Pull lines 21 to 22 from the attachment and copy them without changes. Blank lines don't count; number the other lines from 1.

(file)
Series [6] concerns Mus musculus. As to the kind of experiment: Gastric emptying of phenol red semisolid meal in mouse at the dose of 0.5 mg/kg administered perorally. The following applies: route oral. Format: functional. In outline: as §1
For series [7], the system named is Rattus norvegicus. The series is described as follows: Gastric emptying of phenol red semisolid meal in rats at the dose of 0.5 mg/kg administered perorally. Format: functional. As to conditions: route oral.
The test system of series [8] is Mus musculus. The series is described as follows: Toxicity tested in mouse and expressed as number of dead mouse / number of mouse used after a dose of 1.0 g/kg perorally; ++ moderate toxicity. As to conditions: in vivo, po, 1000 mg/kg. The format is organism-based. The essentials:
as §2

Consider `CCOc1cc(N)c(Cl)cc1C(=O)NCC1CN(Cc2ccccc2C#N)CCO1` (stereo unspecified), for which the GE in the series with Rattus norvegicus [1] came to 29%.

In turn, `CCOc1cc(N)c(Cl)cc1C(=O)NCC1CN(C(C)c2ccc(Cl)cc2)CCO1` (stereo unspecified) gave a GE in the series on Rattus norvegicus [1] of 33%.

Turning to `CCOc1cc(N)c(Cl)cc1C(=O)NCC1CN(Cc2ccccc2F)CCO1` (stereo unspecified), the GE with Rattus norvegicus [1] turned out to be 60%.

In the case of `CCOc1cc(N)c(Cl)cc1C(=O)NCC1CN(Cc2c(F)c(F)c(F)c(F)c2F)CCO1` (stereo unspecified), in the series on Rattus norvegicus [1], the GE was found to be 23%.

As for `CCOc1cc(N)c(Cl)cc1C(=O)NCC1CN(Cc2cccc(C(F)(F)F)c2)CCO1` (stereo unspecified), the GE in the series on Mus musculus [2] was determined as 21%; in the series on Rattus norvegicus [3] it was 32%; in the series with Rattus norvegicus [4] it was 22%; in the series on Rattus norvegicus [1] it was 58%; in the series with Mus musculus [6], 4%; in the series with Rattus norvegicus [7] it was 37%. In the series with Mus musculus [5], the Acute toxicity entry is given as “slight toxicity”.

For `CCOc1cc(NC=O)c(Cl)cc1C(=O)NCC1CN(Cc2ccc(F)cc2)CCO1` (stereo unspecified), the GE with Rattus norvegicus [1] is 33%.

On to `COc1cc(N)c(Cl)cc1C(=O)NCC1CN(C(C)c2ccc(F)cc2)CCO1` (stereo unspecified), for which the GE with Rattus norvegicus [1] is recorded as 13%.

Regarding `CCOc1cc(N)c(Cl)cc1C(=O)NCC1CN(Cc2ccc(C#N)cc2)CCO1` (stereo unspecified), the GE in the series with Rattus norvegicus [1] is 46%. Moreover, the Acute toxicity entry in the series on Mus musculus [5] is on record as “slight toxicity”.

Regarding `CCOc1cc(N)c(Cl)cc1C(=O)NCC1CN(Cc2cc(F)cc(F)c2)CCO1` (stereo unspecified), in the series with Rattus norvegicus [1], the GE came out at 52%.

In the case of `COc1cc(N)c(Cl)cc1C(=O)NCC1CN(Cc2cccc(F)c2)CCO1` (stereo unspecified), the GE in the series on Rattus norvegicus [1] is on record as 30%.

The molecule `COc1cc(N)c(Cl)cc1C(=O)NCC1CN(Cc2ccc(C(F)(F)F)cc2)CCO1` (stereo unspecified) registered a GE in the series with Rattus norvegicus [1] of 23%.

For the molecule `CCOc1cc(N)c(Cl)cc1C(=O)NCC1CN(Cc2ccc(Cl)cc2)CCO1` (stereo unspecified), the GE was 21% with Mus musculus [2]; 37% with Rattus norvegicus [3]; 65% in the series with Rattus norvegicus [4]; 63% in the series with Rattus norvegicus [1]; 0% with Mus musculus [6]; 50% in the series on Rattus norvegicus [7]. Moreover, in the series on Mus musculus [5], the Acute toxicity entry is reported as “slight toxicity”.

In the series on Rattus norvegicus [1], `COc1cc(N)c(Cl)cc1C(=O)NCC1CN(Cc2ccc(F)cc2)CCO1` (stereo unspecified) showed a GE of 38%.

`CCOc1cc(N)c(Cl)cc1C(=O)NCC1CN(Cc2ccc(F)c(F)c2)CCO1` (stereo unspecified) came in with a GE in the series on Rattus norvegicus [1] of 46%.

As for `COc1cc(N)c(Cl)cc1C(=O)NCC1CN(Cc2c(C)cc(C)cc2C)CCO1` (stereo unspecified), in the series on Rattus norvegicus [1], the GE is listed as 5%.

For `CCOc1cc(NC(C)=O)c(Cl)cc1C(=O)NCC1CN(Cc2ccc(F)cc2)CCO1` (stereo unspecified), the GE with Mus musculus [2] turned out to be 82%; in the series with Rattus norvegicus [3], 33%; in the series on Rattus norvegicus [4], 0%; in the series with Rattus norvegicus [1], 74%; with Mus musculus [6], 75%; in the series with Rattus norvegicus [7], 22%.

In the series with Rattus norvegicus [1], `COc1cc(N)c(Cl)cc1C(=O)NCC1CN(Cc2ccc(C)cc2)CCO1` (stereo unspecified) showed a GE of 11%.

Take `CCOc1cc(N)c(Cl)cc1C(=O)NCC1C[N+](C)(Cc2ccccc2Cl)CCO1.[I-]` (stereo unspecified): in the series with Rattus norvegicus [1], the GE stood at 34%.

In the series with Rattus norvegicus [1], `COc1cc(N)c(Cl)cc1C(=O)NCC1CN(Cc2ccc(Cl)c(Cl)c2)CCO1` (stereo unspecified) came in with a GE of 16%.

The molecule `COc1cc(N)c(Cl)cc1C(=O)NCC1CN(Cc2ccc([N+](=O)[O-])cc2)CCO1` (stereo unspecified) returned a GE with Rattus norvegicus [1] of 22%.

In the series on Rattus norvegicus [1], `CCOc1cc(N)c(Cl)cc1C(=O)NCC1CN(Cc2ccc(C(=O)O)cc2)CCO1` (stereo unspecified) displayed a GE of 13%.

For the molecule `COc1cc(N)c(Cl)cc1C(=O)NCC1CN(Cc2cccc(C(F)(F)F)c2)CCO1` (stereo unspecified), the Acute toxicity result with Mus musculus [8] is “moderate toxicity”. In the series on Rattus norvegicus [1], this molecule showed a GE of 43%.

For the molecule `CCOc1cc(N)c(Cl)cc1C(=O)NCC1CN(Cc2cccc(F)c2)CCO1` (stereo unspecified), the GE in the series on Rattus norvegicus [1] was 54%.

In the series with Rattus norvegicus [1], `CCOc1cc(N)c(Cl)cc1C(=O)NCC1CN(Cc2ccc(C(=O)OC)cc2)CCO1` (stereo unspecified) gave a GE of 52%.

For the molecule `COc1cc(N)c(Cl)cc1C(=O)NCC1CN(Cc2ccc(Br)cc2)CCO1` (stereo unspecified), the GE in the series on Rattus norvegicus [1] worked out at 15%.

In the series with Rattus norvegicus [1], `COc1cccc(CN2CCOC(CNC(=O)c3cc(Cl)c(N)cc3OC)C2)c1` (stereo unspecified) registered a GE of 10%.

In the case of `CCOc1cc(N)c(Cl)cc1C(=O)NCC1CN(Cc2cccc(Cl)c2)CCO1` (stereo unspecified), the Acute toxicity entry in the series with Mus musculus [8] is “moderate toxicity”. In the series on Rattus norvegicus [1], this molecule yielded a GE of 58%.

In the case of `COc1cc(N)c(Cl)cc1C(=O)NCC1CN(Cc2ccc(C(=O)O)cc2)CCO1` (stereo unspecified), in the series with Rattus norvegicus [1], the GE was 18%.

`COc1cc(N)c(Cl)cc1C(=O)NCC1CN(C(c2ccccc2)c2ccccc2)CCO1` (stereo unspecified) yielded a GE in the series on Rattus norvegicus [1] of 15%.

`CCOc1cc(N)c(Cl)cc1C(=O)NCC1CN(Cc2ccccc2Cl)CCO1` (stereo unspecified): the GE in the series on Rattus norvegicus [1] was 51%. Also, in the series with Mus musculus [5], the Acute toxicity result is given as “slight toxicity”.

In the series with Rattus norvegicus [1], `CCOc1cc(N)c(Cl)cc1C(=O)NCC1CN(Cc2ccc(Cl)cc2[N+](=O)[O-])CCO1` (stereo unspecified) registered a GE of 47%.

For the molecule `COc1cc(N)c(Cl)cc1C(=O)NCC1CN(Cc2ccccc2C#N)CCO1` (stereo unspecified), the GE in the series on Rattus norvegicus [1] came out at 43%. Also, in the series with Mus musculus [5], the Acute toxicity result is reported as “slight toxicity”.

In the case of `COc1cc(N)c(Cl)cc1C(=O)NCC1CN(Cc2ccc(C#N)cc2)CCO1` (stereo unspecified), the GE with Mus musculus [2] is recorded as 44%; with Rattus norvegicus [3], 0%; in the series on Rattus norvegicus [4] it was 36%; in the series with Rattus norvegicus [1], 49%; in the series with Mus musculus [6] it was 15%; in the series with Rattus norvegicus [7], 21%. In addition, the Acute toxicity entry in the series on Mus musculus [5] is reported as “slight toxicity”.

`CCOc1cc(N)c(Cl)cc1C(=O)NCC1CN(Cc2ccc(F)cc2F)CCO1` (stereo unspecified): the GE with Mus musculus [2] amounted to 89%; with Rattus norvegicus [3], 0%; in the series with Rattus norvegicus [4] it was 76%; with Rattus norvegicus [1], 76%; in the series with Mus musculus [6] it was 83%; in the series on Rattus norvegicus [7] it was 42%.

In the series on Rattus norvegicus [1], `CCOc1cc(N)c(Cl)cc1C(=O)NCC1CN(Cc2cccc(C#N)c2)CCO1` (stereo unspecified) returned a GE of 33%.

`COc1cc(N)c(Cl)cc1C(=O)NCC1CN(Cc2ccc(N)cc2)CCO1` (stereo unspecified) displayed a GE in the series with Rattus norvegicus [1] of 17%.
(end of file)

In the series with Rattus norvegicus [1], `COc1cc(N)c(Cl)cc1C(=O)NCC1CN(Cc2ccc(C)cc2)CCO1` (stereo unspecified) showed a GE of 11%.

Take `CCOc1cc(N)c(Cl)cc1C(=O)NCC1C[N+](C)(Cc2ccccc2Cl)CCO1.[I-]` (stereo unspecified): in the series with Rattus norvegicus [1], the GE stood at 34%.